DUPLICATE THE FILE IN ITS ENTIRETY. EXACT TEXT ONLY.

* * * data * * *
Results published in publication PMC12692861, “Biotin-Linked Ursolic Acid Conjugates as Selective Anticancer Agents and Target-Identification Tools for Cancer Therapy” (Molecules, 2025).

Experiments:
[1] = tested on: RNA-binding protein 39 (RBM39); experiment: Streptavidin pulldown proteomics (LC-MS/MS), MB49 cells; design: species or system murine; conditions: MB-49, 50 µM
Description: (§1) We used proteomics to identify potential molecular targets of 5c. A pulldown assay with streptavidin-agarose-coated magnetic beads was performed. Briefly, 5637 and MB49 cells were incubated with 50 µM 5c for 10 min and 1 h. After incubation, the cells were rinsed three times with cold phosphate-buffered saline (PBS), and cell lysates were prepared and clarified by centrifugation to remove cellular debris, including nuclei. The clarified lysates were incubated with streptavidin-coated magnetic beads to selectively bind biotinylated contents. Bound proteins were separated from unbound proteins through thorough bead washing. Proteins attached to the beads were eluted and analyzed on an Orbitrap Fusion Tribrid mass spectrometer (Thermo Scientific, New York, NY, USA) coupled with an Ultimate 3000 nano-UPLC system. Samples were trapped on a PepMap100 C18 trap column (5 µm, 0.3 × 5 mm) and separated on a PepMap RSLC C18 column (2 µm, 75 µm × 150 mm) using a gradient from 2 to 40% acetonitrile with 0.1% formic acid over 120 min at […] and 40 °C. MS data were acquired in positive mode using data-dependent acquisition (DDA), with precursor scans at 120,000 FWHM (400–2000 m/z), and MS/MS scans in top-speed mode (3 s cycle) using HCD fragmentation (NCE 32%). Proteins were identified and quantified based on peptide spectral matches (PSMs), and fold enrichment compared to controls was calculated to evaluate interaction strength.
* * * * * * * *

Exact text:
Results published in publication PMC12692861, “Biotin-Linked Ursolic Acid Conjugates as Selective Anticancer Agents and Target-Identification Tools for Cancer Therapy” (Molecules, 2025).

Experiments:
[1] = tested on: RNA-binding protein 39 (RBM39); experiment: Streptavidin pulldown proteomics (LC-MS/MS), MB49 cells; design: species or system murine; conditions: MB-49, 50 µM
Description: (§1) We used proteomics to identify potential molecular targets of 5c. A pulldown assay with streptavidin-agarose-coated magnetic beads was performed. Briefly, 5637 and MB49 cells were incubated with 50 µM 5c for 10 min and 1 h. After incubation, the cells were rinsed three times with cold phosphate-buffered saline (PBS), and cell lysates were prepared and clarified by centrifugation to remove cellular debris, including nuclei. The clarified lysates were incubated with streptavidin-coated magnetic beads to selectively bind biotinylated contents. Bound proteins were separated from unbound proteins through thorough bead washing. Proteins attached to the beads were eluted and analyzed on an Orbitrap Fusion Tribrid mass spectrometer (Thermo Scientific, New York, NY, USA) coupled with an Ultimate 3000 nano-UPLC system. Samples were trapped on a PepMap100 C18 trap column (5 µm, 0.3 × 5 mm) and separated on a PepMap RSLC C18 column (2 µm, 75 µm × 150 mm) using a gradient from 2 to 40% acetonitrile with 0.1% formic acid over 120 min at […] and 40 °C. MS data were acquired in positive mode using data-dependent acquisition (DDA), with precursor scans at 120,000 FWHM (400–2000 m/z), and MS/MS scans in top-speed mode (3 s cycle) using HCD fragmentation (NCE 32%). Proteins were identified and quantified based on peptide spectral matches (PSMs), and fold enrichment compared to controls was calculated to evaluate interaction strength.